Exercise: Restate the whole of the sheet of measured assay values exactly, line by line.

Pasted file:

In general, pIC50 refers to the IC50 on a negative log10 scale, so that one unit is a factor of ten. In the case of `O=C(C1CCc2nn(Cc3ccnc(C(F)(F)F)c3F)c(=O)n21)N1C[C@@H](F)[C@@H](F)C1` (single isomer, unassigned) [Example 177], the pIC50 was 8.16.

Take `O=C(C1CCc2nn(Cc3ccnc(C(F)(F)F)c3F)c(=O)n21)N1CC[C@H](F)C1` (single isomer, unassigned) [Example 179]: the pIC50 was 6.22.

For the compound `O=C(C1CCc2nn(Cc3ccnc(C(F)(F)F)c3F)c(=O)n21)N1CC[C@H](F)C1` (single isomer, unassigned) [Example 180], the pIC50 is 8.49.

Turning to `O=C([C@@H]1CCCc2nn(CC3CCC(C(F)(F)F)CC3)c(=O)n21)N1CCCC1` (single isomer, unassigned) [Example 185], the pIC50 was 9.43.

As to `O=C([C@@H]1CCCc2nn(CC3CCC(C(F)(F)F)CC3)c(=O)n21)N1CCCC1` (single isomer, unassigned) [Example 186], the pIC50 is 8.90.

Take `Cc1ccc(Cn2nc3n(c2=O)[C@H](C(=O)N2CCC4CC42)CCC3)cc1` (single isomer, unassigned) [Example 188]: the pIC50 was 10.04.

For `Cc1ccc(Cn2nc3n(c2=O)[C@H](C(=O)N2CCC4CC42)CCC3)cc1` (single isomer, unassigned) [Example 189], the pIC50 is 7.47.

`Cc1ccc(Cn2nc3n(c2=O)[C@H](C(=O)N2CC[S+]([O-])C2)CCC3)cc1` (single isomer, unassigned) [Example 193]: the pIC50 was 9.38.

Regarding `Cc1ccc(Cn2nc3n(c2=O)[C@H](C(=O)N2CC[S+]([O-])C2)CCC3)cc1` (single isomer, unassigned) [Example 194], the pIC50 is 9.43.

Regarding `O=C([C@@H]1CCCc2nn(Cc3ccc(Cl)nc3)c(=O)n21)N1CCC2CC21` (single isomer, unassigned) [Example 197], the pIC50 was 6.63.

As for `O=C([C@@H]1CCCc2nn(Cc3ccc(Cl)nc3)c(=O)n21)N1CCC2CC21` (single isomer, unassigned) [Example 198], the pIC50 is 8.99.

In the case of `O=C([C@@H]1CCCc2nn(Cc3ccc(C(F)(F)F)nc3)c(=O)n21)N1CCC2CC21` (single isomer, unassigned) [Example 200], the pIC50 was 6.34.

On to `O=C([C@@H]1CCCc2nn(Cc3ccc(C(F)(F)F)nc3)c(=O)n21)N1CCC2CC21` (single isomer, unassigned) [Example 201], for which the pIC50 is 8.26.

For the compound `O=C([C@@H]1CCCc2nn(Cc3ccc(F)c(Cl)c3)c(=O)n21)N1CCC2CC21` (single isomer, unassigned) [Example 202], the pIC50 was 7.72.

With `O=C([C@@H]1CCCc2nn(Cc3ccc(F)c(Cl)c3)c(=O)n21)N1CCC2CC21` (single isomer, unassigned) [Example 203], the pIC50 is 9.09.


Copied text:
In general, pIC50 refers to the IC50 on a negative log10 scale, so that one unit is a factor of ten. In the case of `O=C(C1CCc2nn(Cc3ccnc(C(F)(F)F)c3F)c(=O)n21)N1C[C@@H](F)[C@@H](F)C1` (single isomer, unassigned) [Example 177], the pIC50 was 8.16.

Take `O=C(C1CCc2nn(Cc3ccnc(C(F)(F)F)c3F)c(=O)n21)N1CC[C@H](F)C1` (single isomer, unassigned) [Example 179]: the pIC50 was 6.22.

For the compound `O=C(C1CCc2nn(Cc3ccnc(C(F)(F)F)c3F)c(=O)n21)N1CC[C@H](F)C1` (single isomer, unassigned) [Example 180], the pIC50 is 8.49.

Turning to `O=C([C@@H]1CCCc2nn(CC3CCC(C(F)(F)F)CC3)c(=O)n21)N1CCCC1` (single isomer, unassigned) [Example 185], the pIC50 was 9.43.

As to `O=C([C@@H]1CCCc2nn(CC3CCC(C(F)(F)F)CC3)c(=O)n21)N1CCCC1` (single isomer, unassigned) [Example 186], the pIC50 is 8.90.

Take `Cc1ccc(Cn2nc3n(c2=O)[C@H](C(=O)N2CCC4CC42)CCC3)cc1` (single isomer, unassigned) [Example 188]: the pIC50 was 10.04.

For `Cc1ccc(Cn2nc3n(c2=O)[C@H](C(=O)N2CCC4CC42)CCC3)cc1` (single isomer, unassigned) [Example 189], the pIC50 is 7.47.

`Cc1ccc(Cn2nc3n(c2=O)[C@H](C(=O)N2CC[S+]([O-])C2)CCC3)cc1` (single isomer, unassigned) [Example 193]: the pIC50 was 9.38.

Regarding `Cc1ccc(Cn2nc3n(c2=O)[C@H](C(=O)N2CC[S+]([O-])C2)CCC3)cc1` (single isomer, unassigned) [Example 194], the pIC50 is 9.43.

Regarding `O=C([C@@H]1CCCc2nn(Cc3ccc(Cl)nc3)c(=O)n21)N1CCC2CC21` (single isomer, unassigned) [Example 197], the pIC50 was 6.63.

As for `O=C([C@@H]1CCCc2nn(Cc3ccc(Cl)nc3)c(=O)n21)N1CCC2CC21` (single isomer, unassigned) [Example 198], the pIC50 is 8.99.

In the case of `O=C([C@@H]1CCCc2nn(Cc3ccc(C(F)(F)F)nc3)c(=O)n21)N1CCC2CC21` (single isomer, unassigned) [Example 200], the pIC50 was 6.34.

On to `O=C([C@@H]1CCCc2nn(Cc3ccc(C(F)(F)F)nc3)c(=O)n21)N1CCC2CC21` (single isomer, unassigned) [Example 201], for which the pIC50 is 8.26.

For the compound `O=C([C@@H]1CCCc2nn(Cc3ccc(F)c(Cl)c3)c(=O)n21)N1CCC2CC21` (single isomer, unassigned) [Example 202], the pIC50 was 7.72.

With `O=C([C@@H]1CCCc2nn(Cc3ccc(F)c(Cl)c3)c(=O)n21)N1CCC2CC21` (single isomer, unassigned) [Example 203], the pIC50 is 9.09.